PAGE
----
5 Tips When Beginning BfR Training

5 tips on beginning bfr training

Over the last couple of years, blood flow restriction training has received a lot of positive attention as a result of the amazing increases to size & strength it offers. But many people are still in the dark about how BFR training works. Here are 5 key tips you must know when beginning BFR training.


Warm-Up Correctly

Blood flow restriction training workouts are performed at intensities that are normally used during warm-up sets. As a result, it is suggested that you perform a light warm-up of cardio – such as walking or light cycling – followed by 15 unwrapped repetitions with the weight you will use for your first set of blood flow restriction training.


Choose a Suitable Strap

To perform blood flow restriction training, you will need a device to – you guessed it – restrict blood flow to the limb you wish to train. Whatever you choose, you need to be sure you are only restricting the return blood flow, rather than completely occluding (stopping) it.

There are a number of different suggestions of what to use floating around the internet; from knee wraps to over-sized elastic bands. However, to ensure as accurate a pressure as possible when performing practical BFR training, we suggest purpose designed solutions like our BfR Pro ARMS & BfR Pro LEGS straps.

Once you’ve chosen your bands, make sure you read about where to wrap & how tight in our full How to Wrap Correctly for Blood Flow Restriction Training guide.



Lift MUCH Lighter

This is possibly the biggest advantage of blood flow restriction training – massive increases in muscle size at much lower intensities of weight. Considerable research has been conducted on the optimum weight to lift whilst BFR training depending on the type of goal you are trying to achieve.


To work your slow-twitch fibres (those used for endurance) you should lift around 20-30% of your one-rep max (1RM). Meanwhile, some studies suggest to increase performance of your fast-twitch fibres (those for explosive power and strength) you should lift around 40% of your 1RM.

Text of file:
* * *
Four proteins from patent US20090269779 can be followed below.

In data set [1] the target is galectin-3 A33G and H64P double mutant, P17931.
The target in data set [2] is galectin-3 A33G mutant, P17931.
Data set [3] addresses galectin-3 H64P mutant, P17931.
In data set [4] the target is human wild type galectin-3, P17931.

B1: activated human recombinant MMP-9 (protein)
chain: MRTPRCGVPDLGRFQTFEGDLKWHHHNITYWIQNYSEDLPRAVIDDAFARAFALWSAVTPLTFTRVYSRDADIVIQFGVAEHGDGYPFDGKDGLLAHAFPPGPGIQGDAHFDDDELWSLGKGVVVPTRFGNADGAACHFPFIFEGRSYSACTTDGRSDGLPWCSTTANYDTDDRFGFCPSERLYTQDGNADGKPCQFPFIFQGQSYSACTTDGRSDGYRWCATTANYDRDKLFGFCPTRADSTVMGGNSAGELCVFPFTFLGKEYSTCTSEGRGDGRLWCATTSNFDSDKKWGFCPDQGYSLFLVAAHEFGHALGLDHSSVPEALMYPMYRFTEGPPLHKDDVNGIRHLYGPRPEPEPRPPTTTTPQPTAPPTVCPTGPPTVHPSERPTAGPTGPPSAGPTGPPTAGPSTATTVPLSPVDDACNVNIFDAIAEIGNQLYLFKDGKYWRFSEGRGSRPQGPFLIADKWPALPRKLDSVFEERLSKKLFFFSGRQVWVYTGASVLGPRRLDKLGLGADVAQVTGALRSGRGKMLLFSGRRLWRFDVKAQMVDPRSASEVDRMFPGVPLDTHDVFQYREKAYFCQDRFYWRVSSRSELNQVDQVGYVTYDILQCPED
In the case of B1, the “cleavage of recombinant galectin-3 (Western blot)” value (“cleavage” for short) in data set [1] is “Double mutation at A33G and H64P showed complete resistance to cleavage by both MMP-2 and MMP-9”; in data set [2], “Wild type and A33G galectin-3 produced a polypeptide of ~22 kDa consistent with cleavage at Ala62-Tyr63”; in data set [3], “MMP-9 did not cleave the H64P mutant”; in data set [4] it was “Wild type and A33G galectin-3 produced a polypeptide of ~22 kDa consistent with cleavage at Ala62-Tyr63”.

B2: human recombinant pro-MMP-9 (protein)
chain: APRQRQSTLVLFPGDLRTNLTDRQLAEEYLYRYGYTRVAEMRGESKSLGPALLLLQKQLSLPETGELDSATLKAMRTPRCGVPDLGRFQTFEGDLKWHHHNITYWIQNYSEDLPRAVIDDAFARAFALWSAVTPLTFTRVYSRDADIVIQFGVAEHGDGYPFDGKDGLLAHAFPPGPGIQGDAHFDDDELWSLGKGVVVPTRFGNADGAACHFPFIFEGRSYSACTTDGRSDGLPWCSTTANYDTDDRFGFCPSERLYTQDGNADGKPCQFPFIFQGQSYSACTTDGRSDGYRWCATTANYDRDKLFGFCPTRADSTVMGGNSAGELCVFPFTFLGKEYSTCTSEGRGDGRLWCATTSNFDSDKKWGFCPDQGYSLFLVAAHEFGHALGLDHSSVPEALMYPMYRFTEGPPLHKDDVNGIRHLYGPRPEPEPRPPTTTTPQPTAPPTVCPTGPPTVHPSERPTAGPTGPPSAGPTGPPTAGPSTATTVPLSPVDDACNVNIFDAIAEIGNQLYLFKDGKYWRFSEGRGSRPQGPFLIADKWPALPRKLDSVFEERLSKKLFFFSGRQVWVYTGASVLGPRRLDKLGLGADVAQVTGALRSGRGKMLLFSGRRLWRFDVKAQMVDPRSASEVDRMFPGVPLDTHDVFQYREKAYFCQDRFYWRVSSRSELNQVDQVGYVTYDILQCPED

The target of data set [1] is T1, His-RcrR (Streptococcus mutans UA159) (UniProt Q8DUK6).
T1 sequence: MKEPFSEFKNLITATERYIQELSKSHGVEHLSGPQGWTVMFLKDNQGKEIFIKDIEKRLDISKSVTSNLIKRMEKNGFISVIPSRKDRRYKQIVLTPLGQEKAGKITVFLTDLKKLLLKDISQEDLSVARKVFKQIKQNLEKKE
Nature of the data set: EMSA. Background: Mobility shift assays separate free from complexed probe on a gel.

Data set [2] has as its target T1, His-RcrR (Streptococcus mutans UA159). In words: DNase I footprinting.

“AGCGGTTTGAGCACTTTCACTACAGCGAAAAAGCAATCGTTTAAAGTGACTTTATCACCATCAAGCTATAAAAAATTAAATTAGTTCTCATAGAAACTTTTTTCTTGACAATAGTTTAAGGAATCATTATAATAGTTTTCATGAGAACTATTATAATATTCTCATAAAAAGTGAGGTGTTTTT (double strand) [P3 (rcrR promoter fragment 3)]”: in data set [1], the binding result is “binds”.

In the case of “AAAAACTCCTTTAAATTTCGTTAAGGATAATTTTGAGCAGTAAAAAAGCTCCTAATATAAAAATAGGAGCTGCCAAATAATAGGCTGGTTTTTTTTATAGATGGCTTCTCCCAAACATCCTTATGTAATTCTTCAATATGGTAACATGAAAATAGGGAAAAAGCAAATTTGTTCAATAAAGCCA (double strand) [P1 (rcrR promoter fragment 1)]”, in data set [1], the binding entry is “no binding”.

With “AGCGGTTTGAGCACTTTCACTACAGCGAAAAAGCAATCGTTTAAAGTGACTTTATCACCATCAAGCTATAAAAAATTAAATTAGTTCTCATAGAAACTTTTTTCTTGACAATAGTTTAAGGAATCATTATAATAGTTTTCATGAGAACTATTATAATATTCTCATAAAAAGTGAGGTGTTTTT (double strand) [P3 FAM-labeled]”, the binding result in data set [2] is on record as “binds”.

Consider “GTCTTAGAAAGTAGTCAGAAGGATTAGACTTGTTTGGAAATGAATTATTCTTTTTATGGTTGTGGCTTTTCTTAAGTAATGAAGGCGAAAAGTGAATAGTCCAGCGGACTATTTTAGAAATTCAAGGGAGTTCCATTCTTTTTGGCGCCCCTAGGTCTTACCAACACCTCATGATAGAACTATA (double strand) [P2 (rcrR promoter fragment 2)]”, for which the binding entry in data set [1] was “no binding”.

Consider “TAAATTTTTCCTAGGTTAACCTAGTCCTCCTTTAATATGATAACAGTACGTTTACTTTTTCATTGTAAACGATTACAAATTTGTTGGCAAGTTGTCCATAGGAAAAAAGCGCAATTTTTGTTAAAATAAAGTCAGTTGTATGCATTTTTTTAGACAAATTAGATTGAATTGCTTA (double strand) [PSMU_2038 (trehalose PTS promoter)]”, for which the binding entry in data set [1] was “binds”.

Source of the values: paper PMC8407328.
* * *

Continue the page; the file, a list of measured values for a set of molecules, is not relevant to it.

Adjust Your Reps and Rest Periods

Whilst you are going to be lowering the intensity of weight you’re lifting; you’re going to be upping the intensity and volume of your workout. Blood flow restriction training uses higher metabolically demanding sets & reps with a much shorter rest period between (typically 30-45 seconds). 


Aim for 15-30 repetitions for 4 sets with only 30 seconds rest between each set. Concentrate as you squeeze out each rep and feel the movements working the muscles. Squeezing out lifts and shorter rest periods continue to pump blood into your muscle, increases lactic acid build up & create significant growth.


Don’t Over Do It

BFR training results in greater fatigue to the muscle directly following the workout. Therefore, it’s important that you adjust your recovery accordingly but compared to heavy lifting then there is less muscle damage when doing low load BFR training. 


Studies have shown that no increases in muscle damage continue longer than 24 hours after a BFR workout[1] meaning it is safe to be performed every other day at most; but the best gains in muscle size and strength have been found performing 2-3 sessions of BFR per week.[2]


Do be aware, however, if you are just starting blood flow restriction training or are unaccustomed to such high-repetition sets, you may need slightly longer to recover from such metabolically demanding training. To begin with, only use BFR training once or twice a week until you feel your muscles are recovering around the 24-hour mark.



  1. Be sure to warm up with light cardio & 15 unwrapped reps
  2. Choose a quality strap and make sure it is applied correctly
  3. Calculate your new training weight
  4. Perform longer sets with shorter rest periods
  5. Listen to your body & don’t over-do it, especially when first starting


Team BfR Professional



  1. Wilson et al, Practical blood flow restriction training increases acute determinants of hypertrophy without increasing indices of muscle damage, The Journal of Strength & Conditioning Research, (2013, 27(11)) 3068-3075.


Lars Thorn
Lars Thorn


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